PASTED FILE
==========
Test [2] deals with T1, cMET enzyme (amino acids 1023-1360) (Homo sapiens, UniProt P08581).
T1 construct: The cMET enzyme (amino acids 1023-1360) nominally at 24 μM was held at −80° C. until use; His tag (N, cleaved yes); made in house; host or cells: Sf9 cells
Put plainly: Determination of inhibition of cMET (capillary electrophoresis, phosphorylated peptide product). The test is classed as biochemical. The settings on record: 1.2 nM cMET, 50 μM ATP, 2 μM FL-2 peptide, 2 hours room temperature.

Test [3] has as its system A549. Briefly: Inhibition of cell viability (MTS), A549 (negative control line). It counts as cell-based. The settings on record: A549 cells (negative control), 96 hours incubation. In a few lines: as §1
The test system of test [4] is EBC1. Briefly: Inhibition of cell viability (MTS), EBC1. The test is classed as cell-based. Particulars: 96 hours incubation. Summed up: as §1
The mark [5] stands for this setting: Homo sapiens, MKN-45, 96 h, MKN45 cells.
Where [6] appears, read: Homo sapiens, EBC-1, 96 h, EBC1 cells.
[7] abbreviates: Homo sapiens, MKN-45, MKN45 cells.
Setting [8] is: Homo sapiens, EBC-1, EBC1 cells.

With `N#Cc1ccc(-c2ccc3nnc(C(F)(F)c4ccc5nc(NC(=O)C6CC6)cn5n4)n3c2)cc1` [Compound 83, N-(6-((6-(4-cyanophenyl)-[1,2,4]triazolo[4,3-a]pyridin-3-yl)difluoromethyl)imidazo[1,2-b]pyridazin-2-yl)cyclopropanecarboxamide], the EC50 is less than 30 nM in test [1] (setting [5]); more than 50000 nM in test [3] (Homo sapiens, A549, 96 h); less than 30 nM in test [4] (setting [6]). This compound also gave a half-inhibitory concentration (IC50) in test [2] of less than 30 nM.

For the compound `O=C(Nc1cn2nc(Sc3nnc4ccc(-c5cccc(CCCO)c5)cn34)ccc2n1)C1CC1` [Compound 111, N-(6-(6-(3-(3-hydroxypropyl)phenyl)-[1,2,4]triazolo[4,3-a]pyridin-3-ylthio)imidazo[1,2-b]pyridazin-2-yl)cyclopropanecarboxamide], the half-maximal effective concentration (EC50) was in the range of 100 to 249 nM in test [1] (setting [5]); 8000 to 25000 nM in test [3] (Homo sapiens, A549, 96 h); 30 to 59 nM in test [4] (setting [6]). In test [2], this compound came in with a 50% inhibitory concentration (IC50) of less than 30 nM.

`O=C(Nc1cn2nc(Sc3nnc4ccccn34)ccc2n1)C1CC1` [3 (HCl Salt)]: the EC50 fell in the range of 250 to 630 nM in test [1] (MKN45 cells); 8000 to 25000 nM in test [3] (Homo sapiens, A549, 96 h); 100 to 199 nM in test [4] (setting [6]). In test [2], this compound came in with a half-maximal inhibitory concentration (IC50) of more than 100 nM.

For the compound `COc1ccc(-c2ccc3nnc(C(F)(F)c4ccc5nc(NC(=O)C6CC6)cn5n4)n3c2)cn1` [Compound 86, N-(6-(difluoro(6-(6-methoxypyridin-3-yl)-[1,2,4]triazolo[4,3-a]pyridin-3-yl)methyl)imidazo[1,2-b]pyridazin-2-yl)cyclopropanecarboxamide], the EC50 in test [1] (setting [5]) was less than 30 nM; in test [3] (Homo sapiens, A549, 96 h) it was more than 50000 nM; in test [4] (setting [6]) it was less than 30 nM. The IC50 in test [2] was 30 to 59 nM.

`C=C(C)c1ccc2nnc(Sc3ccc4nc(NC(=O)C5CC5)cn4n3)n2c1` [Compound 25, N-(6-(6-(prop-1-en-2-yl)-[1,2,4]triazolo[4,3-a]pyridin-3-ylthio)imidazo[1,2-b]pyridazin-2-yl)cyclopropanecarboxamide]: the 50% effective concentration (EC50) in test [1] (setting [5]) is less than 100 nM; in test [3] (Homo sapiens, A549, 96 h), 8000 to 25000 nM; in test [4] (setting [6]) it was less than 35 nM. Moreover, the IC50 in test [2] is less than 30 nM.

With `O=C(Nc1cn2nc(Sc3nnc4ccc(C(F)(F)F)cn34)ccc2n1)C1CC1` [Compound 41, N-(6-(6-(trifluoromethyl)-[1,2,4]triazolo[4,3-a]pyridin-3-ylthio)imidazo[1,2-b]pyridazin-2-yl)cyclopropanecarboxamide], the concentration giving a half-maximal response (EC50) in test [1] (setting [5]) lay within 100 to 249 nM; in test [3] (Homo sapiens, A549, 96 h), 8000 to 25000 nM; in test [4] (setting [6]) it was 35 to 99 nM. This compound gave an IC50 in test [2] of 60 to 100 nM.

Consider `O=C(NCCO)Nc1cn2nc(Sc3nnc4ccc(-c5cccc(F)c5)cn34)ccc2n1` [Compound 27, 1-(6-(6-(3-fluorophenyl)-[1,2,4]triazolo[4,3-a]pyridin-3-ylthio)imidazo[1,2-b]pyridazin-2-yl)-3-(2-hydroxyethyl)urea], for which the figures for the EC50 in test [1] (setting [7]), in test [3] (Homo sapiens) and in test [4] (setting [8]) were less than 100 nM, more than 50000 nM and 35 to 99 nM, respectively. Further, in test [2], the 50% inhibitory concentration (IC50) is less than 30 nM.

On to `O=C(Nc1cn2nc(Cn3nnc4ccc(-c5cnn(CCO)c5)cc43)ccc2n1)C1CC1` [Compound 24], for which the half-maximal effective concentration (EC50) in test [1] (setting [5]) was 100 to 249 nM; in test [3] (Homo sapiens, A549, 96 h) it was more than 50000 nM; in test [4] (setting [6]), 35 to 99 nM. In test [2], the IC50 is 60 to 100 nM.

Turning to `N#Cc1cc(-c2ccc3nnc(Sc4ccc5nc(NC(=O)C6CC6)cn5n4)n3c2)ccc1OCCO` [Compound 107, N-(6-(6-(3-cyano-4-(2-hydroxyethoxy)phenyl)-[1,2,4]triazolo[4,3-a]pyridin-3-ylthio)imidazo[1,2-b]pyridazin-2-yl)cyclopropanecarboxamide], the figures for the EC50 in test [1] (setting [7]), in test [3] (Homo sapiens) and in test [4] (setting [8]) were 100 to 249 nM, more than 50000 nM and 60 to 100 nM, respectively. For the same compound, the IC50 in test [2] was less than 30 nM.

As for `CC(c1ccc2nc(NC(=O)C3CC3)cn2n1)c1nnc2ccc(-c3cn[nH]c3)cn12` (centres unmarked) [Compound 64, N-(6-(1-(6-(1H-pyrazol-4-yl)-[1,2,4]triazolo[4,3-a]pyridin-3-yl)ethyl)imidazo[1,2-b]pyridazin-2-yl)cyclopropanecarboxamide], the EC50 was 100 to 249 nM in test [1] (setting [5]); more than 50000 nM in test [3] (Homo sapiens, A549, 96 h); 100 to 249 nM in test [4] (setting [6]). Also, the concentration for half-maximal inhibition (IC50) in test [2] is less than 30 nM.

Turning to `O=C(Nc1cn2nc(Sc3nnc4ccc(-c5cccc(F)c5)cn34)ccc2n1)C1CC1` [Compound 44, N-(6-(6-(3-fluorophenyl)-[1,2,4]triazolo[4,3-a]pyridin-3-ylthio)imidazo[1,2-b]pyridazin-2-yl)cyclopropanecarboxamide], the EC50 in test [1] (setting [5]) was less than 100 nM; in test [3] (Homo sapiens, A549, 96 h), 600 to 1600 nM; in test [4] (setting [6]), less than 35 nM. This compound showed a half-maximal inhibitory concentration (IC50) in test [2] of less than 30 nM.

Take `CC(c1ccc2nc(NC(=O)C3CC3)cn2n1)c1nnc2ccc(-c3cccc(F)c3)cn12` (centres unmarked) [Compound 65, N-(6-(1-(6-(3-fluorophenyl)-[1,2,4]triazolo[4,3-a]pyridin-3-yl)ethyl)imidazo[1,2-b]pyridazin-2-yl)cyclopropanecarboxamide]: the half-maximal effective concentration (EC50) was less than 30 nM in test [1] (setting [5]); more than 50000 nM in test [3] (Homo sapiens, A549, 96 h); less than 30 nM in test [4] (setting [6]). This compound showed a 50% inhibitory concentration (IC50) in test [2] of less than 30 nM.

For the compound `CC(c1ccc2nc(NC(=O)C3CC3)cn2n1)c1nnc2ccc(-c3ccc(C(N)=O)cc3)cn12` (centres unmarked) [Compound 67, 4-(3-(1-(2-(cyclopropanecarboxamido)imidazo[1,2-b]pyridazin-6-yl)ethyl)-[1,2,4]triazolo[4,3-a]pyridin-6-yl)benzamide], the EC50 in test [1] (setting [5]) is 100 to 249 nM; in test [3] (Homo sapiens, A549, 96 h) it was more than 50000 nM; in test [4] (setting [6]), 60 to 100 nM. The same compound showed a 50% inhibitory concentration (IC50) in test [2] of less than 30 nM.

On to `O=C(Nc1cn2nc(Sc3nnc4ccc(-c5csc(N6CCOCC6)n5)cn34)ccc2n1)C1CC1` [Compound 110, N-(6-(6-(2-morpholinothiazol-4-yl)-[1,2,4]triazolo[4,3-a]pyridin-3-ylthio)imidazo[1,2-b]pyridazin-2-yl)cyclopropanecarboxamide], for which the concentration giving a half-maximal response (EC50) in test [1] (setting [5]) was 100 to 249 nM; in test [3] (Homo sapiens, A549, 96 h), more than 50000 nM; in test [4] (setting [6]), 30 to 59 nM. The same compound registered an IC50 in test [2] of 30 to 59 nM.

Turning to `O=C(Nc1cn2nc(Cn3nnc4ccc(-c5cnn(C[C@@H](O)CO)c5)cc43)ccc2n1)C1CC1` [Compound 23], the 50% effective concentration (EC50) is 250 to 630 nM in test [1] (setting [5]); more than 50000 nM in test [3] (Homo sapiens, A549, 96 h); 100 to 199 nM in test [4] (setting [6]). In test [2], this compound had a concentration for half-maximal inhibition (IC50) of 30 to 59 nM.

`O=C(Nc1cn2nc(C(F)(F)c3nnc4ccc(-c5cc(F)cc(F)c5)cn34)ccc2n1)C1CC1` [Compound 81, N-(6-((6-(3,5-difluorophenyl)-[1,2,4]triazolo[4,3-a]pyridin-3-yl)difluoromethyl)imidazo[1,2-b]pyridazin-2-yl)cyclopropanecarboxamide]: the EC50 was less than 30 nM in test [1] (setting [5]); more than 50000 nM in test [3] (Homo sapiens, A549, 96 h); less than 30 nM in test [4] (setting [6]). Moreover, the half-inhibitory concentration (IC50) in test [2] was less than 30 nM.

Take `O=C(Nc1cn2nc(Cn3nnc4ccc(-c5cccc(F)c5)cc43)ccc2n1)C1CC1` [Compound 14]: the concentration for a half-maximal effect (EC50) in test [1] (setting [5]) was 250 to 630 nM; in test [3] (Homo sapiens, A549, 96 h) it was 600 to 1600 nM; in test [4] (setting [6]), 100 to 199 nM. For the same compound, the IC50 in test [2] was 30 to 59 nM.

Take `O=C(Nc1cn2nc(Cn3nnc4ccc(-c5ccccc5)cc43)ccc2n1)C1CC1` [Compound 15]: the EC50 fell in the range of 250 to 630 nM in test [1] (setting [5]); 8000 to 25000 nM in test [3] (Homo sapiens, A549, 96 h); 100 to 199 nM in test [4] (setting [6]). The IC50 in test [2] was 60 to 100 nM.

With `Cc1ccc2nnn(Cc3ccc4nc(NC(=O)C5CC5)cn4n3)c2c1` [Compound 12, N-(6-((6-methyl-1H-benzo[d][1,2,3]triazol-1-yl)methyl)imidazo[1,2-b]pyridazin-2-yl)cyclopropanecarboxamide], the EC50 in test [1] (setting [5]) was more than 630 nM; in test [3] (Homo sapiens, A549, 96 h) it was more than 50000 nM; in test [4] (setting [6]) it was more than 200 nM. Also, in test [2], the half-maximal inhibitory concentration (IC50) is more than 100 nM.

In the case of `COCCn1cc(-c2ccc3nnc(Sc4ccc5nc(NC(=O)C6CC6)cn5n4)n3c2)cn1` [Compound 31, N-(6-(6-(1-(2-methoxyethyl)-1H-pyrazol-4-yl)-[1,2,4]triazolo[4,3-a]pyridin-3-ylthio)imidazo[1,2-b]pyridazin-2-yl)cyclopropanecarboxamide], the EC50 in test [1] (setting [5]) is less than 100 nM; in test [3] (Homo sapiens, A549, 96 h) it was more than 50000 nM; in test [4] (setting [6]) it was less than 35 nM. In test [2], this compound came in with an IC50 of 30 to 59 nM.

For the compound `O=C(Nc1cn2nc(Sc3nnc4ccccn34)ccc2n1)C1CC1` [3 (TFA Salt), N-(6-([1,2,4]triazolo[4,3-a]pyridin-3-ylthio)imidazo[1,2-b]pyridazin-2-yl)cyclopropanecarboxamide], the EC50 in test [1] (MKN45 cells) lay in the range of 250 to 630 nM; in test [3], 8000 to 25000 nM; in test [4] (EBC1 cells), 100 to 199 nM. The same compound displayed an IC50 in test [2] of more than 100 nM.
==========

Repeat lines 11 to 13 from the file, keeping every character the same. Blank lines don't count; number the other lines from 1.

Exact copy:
For the compound `O=C(Nc1cn2nc(Sc3nnc4ccc(-c5cccc(CCCO)c5)cn34)ccc2n1)C1CC1` [Compound 111, N-(6-(6-(3-(3-hydroxypropyl)phenyl)-[1,2,4]triazolo[4,3-a]pyridin-3-ylthio)imidazo[1,2-b]pyridazin-2-yl)cyclopropanecarboxamide], the half-maximal effective concentration (EC50) was in the range of 100 to 249 nM in test [1] (setting [5]); 8000 to 25000 nM in test [3] (Homo sapiens, A549, 96 h); 30 to 59 nM in test [4] (setting [6]). In test [2], this compound came in with a 50% inhibitory concentration (IC50) of less than 30 nM.

`O=C(Nc1cn2nc(Sc3nnc4ccccn34)ccc2n1)C1CC1` [3 (HCl Salt)]: the EC50 fell in the range of 250 to 630 nM in test [1] (MKN45 cells); 8000 to 25000 nM in test [3] (Homo sapiens, A549, 96 h); 100 to 199 nM in test [4] (setting [6]). In test [2], this compound came in with a half-maximal inhibitory concentration (IC50) of more than 100 nM.

For the compound `COc1ccc(-c2ccc3nnc(C(F)(F)c4ccc5nc(NC(=O)C6CC6)cn5n4)n3c2)cn1` [Compound 86, N-(6-(difluoro(6-(6-methoxypyridin-3-yl)-[1,2,4]triazolo[4,3-a]pyridin-3-yl)methyl)imidazo[1,2-b]pyridazin-2-yl)cyclopropanecarboxamide], the EC50 in test [1] (setting [5]) was less than 30 nM; in test [3] (Homo sapiens, A549, 96 h) it was more than 50000 nM; in test [4] (setting [6]) it was less than 30 nM. The IC50 in test [2] was 30 to 59 nM.